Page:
A row of computers for sweepstakes gambling line a wall at Ranch 29 game room in Buchanan Dam. A recent court ruling declared eight-liner machines illegal. State law is not clear on the definition of eight-liners — just one of the many gray areas in Texas state gambling laws. Staff photo by Suzanne Freeman
As different government bodies move to regulate eight-liner game rooms popping up across the Highland Lakes, the people running those businesses say the games are legal and provide legitimate entertainment to their customers. One game room manager in Buchanan Dam said he welcomed the ordinances recently passed by the Llano County Commissioners Court and the Granite Shoals City Council.
“To me, ordinances are good,” said Jon Deba, director of operations for Restaurant Streaming Solutions in Austin. (An online search for this name by DailyTrib.com produced no results. An email to the company’s attorney to verify the name was not returned.)
“A lot of times, when people see a game room and they think, ‘Should I do this or not?’, if there’s an ordinance, to me, it’s safer,” Deba continued. “It legitimizes everything we do.”
Deba of Cedar Park spoke to DailyTrib.com in person at one of two game rooms he runs in Llano County: Ranch 29 on Texas 29 in Buchanan Dam. He also operates Lucky Lounge on RR 1431 in Kingsland.
The two locations couldn’t have been more different in style.
At Lucky Lounge, computers line the walls of a large room in a gray building with only one small window. The dark room smells of smoke, and metal ashtrays sit at each terminal. The front door is at the back of the building. The only sign is a vinyl banner on the west side.
In contrast, Ranch 29 has rows of large, uncovered windows in the front and along the west side of the building. Its sign, though not large, is in the front. At the time of this visit, all of the doors were open to let in cool air from a recent cold front. Customers walk into an open area, which Deba said soon will be a bar and restaurant.
The kitchen area is ready for appliances to be installed; the bar already sparkles with clean glasses hanging upside down along its length, although no food or drink are currently being sold. Machines line the walls of an adjacent light-filled room, and some are set up on a custom-made table in the center.
Deba explained how the system works and what he says makes it legal.
“We’re different because we sell music downloads,” he said. “We have a catalog of 22,000 songs, and when you download them, you help Texas artists. It’s a win-win.”
The system is no different from the McDonald’s fast-food restaurant Monopoly sweepstakes, he continued.
“You receive something tangible for your money,” he said.
Instead of hamburgers, customers get music downloads.
To play, customers tell a cashier they want to buy a certain number of music downloads. Although Deba’s examples were $1 a download, a visit to Lucky7downloads.com shows the songs sell for $1.25 each.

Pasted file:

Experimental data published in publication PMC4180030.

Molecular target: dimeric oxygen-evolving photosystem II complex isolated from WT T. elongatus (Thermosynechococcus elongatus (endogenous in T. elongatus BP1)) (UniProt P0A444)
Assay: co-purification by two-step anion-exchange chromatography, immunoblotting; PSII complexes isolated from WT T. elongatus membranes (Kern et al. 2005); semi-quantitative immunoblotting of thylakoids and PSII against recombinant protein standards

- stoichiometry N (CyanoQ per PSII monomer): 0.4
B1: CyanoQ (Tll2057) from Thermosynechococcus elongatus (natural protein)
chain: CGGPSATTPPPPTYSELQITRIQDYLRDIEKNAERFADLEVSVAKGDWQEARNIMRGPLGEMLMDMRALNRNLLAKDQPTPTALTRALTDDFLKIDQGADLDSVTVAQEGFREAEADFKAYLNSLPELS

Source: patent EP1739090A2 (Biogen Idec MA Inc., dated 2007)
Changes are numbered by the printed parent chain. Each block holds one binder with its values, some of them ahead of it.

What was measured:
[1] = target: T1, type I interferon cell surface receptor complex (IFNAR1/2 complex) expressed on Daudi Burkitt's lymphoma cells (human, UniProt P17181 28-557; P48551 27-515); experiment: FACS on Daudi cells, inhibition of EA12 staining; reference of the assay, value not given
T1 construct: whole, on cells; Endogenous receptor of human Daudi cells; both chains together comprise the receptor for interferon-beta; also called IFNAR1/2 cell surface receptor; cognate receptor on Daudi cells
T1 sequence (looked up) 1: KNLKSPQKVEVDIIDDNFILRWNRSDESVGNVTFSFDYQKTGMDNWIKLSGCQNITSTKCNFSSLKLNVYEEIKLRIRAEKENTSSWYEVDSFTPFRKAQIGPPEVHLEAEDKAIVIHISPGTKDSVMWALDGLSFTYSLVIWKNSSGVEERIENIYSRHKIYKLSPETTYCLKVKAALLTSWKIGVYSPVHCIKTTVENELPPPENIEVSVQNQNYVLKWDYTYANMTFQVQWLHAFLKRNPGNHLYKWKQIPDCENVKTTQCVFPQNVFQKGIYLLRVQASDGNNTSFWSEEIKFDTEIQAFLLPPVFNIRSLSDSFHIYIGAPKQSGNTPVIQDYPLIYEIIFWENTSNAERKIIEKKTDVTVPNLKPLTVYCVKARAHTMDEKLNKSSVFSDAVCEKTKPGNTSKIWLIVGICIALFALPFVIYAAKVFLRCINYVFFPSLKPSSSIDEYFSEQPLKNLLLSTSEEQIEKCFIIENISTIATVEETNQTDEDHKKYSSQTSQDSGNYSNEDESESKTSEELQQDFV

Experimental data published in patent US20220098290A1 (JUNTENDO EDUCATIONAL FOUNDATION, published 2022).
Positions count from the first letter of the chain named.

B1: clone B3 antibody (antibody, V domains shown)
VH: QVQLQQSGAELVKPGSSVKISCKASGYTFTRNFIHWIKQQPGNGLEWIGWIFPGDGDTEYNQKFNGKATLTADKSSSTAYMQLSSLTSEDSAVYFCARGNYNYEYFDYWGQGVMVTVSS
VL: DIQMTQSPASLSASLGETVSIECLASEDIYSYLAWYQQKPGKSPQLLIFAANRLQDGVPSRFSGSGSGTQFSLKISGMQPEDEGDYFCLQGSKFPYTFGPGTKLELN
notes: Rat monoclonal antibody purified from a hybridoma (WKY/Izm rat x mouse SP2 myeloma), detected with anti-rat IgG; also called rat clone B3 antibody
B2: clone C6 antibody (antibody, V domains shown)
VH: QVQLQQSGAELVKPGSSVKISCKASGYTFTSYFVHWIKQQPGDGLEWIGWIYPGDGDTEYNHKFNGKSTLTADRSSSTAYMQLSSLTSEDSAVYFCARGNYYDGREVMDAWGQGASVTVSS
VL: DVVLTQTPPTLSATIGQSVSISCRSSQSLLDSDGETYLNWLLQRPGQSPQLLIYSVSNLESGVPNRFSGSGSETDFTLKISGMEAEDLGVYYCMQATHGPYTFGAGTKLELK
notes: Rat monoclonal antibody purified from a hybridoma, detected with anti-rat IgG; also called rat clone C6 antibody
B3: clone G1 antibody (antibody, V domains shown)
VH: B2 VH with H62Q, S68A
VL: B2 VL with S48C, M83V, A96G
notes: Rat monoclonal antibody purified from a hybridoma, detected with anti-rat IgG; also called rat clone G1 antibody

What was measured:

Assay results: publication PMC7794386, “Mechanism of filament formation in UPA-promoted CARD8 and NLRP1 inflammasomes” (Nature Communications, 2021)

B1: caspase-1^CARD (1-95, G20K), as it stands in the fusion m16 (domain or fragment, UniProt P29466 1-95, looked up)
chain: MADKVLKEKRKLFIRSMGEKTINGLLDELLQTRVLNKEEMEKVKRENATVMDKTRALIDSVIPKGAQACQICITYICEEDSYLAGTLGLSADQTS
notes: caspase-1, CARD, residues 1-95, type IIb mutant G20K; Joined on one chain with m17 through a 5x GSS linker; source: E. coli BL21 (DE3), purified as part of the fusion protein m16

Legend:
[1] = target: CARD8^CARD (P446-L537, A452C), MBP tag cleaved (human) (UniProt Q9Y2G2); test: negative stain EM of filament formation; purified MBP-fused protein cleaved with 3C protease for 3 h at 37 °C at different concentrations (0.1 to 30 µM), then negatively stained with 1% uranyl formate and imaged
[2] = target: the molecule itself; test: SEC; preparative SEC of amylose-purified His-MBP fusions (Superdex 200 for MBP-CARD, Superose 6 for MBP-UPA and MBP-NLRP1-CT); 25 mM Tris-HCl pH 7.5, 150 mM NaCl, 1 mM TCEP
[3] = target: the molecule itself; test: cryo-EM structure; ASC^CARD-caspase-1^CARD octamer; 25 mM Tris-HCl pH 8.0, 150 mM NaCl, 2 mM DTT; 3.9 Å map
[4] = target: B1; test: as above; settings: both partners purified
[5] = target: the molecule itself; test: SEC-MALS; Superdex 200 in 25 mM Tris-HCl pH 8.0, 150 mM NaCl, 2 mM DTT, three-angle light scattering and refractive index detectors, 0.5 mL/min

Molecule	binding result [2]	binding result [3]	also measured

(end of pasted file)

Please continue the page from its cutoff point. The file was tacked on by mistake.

Customers also specify which machine they want to use. Newbies have one assigned to them. Accounts are set up by machine. Each customer must show identification and give the game room a home address to be typed into the account. They are then handed two receipts: one for the music download and the other with a number that will log them on to the designated eight-liner.
“This is not pay-to-play,” Deba said. “The sweepstakes is something you receive as a bonus when you buy music downloads. You play for free.”
Anyone can come to a game room and get 100 points a day to play in the sweepstakes without buying music, he continued.
“Just like the McDonald’s Monopoly, if you want to play Monopoly without buying anything, you can write in and get a free piece,” he said.
This reporter visited Lucky Lounge in Kingsland and bought $10 worth of music downloads. I was instructed to say “I want a $10 music gift card on Maverick” when I handed over the money. Maverick is the name of one of about 20 machines in the Kingsland game room.
I typed the sweepstakes number into the computer and used a mouse to select which game I wanted to play. I chose “West Gone Wild,” which used graphics and symbols of the Old West. Because I spent $10 and was awarded 100 free points, I started my game with 1,100 points.
To play, I first had to use the mouse to click the number of points I wanted to use for that spin. The maximum number of points you can play on one spin is 202.
I then put the cursor on a red graphic in the lower-righthand corner that read “REVEAL.” When I clicked on REVEAL, the icon images on the screen began to roll like a slot machine and then quickly stopped. Because of a “wild card,” I was given points equal to 50 cents, according to the information on the screen.
I played until I had used up all of my points. The machine’s calculator said I had $9 that I could redeem for more points or money. When I asked to “cash out,” I was told I had to ask them to “redeem my points.”
When I walked into Lucky Lounge, I had $10. I walked out with $9.
“I lost a dollar,” I said to the two cashiers.
“No,” one answered. “You won $9.”
I was reminded that I had paid for music downloads and was leaving with $9 in cash and $10 in songs that I could claim and listen to at any time. Lucky7downloads.com has more than 22,000 songs in its catalog from which to choose, most from Texas artists of all genres.